Same Song, Second Verse

We began the second semester last week, and already I see that some of my students have decided to revert to first semester behavior.  I speak of the “if I don’t do it, then it will go away” mindset.  Indications of late work known as zeroes pollute my grade book.  A student failed my class for the first semester and thinks I am “mean.” Child, you have no idea what mean actually is.  Use the dictionary in my classroom; it is defined as malicious or selfish.  Neither word applies when it comes to my classroom.  I have high standards for my students in my classroom.  This is not mean. I want you to succeed in my classroom; therefore, I have rules about how you conduct yourself. If the rules aren’t obeyed, then you have failed yourself.  Another way to define mean is average.  I am above average; I am not mean.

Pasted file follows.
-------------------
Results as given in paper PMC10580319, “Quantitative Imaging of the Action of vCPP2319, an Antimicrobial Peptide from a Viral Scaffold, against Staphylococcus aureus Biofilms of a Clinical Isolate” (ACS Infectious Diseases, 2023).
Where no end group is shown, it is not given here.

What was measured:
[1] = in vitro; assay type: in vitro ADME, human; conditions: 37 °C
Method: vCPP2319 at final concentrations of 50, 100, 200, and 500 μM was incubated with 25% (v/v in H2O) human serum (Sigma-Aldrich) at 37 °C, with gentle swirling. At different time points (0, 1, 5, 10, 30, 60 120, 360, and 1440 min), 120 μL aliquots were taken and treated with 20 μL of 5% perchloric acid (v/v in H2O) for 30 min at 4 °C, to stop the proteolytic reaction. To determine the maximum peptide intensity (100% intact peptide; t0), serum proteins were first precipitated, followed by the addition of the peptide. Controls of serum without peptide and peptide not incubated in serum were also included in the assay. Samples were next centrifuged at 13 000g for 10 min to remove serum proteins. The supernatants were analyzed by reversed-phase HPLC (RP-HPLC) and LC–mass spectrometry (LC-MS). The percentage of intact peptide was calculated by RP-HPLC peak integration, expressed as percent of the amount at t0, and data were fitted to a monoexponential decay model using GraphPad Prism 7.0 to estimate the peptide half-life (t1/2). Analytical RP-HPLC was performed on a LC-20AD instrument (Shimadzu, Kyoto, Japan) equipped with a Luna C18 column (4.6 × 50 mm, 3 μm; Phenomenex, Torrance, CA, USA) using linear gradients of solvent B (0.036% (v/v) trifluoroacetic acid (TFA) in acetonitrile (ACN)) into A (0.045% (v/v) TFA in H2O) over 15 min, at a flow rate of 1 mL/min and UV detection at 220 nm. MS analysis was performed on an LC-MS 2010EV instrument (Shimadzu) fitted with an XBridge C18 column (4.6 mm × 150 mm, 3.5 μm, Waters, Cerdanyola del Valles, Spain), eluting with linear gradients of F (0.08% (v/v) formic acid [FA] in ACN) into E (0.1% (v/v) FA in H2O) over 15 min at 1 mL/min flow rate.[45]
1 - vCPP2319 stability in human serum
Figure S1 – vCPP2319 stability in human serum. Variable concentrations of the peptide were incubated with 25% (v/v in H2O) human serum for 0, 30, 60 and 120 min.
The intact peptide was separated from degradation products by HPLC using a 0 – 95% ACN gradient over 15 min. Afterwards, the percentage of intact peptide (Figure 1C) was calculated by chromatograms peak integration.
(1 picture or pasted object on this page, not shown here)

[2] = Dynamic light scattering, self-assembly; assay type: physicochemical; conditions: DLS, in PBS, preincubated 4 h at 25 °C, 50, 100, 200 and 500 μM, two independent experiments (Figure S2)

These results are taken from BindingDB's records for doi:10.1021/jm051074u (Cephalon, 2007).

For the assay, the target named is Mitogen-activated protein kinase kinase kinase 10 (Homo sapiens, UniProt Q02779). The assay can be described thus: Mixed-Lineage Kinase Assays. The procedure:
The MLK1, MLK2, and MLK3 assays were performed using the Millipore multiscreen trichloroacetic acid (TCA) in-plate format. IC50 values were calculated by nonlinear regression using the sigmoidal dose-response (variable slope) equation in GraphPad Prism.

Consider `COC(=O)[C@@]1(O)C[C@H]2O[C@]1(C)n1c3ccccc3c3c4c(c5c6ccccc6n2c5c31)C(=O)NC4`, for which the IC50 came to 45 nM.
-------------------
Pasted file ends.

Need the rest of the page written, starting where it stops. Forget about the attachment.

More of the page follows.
I have some bright students who test well; work is not their concern.  I’ve been reading several articles on the Internet about underachievers and how to motivate them.  One of the best ideas I saw was to have them earn a reward one day at a time.  This sounds great from a parenting perspective; my time and resources are limited. I still take it personally if they choose to barely scrape by.  I struggle not to let them sit and twist in the wind.  In the latter part of the spring semester, I find myself cutting my losses and letting them fail themselves.  I have to let them fail themselves instead of trying to rush in and save them.  I want them to be independent in their motivation yet still ask for help when it is required.  I want them to grow up well.  Does this mean I don’t care about them? No, I seethe with rage inside, use my firm voice outside, and have one-on-one talks when needed.  My emotional involvement demonstrates my care and concern.  If I truly didn’t care, I would really let them go.  I never really let them go; the school year simply comes to an end.  I find myself wondering how I could have done something better. Like my students, I am a lifelong learner.  I am always increasing my knowledge and desiring to apply it masterfully. ¡Ciao!

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